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How EDF is helping keep homes warm this New Year

Credit: Adobe

Philippe Commaret, Managing Director for Customers

Philippe Commaret, Managing Director for Customers | EDF

4 min read Partner content

As we all feel the force of the latest cold snap, some of our customers will have to make the awful choice between putting the heating on or paying for other essentials.

At EDF we are constantly looking at ways to help and support our most vulnerable customers in reducing their bills - launching initiatives to help those in financial difficulty, as well as providing funding to help insulate homes.

We recently announced that over the coming weeks we will be contacting our most vulnerable customers experiencing hardship with the opportunity to have their debt cleared as part of our ‘fresh start’ initiative, with eligible customers receiving an average of £1,250.

This latest initiative forms part of a £40m support fund that we committed to customers this winter, that also included effectively rolling back standing charges for our most vulnerable customers, taking £30 off the average bill.

To help keep homes warmer, we also increased our investment to improve energy efficiency for households through support from the Energy Company Obligation (ECO) and the Great British Insulation Schemes (GBIS) by £103m in 2023. Under the scheme rules suppliers are able to invest in ECO at any point until March 2026, but rather than wait, we brought forward this investment to make sure households in need can benefit from warmer homes and lower bills as soon as possible. This brought our total committed spend on ECO and GBIS in 2023 up to £185m, benefitting 14,000 households, giving the average customer an annual bill saving of between £700 and £800 per year.

We hope these initiatives will make a real difference but we are unable to offer all of this support unilaterally and indefinitely. With bills expected to remain far above their pre-energy crisis levels, we’re worried that households will continue to struggle.

Last year, Ofgem said that energy debt had reached its ‘highest ever level’. Our own data shows that between December 2022 and September 2023, debt with no plan in place increased by 52%.

More customers are falling deeper into debt with no real long-term solution in place to help them. Additionally, current schemes like the Warm Home Discount haven’t increased since before the energy crisis, despite energy bills being almost double.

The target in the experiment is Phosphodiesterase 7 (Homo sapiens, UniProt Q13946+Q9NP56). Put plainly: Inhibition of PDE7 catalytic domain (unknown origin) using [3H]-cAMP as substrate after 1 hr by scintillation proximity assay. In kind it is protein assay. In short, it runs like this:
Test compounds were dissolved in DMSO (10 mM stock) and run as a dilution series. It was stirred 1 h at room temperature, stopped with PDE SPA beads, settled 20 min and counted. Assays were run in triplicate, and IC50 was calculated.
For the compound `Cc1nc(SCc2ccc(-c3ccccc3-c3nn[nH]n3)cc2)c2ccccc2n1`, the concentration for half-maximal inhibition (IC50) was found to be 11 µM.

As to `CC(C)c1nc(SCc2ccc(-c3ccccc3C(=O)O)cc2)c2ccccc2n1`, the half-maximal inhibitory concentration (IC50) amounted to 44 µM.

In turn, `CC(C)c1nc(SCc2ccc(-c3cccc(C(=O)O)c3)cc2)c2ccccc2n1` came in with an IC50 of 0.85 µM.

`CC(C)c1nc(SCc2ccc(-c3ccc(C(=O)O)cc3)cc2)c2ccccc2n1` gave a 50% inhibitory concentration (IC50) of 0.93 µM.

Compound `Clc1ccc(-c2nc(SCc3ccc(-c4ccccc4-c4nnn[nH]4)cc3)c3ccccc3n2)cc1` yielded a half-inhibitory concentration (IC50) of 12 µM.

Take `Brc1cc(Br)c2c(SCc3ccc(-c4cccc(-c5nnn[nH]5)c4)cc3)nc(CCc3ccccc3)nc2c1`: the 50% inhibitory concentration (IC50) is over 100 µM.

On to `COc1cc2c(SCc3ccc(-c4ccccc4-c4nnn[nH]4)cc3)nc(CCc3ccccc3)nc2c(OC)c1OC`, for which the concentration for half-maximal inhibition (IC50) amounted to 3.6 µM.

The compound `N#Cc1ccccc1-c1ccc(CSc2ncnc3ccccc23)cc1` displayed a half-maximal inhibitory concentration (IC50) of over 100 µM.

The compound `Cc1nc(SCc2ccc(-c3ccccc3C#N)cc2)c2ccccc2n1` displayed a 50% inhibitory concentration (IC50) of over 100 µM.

We must make sure the most vulnerable in society are being protected. We’re taking action to help those in need, but vulnerable customers need a long-term, sustainable approach to tackle affordability.

If we stand still, the situation will drive up costs for all households, with other customers forced to pick-up the cost with the current surcharge up to £120 on a typical bill*.

This comes as our new research shows that 65% of households do not want to see bills increase to cover costs generated by other customers. Energy featured as the top household cost that people are worrying about most (66%).

Action is needed and we are calling on Ofgem and the Government to:

  • Push ahead with plans to consult on a targeted social tariff as soon as possible
  • Create a central database of vulnerable households using government data, building on plans for a cross utility Priority Services Register. This database would help suppliers target support such as a social tariff and automatically flag up customers where a relevant vulnerability would exclude them, for example, from involuntary prepay actions. 

When asked whether a potential £17 increase to bills (Ofgem's previous estimate before its recent announcement) to cover debts was acceptable, the majority (56%) of those surveyed said it was not acceptable in any circumstance. Among those unhappy about possible bill increases of even a small amount (65%), the top solution cited to stop increasing debt costs going onto bills was introduction of a social tariff (28%). 

The measures and schemes we are implementing can help bring some peace of mind to vulnerable customers, but we need to see real action so those who need help most get long-term support.

*EDF is supporting Government’s ‘It all adds up campaign’ to promote the simple steps customers can take to make savings on their energy bills this winter.

Research conducted with 2,098 members of the UK public, ages 18+ by Portland Communications. Polling was conducted online between Friday 10th and Monday 13th November 2023. Data were weighted to most recent national estimates for age, gender and region.

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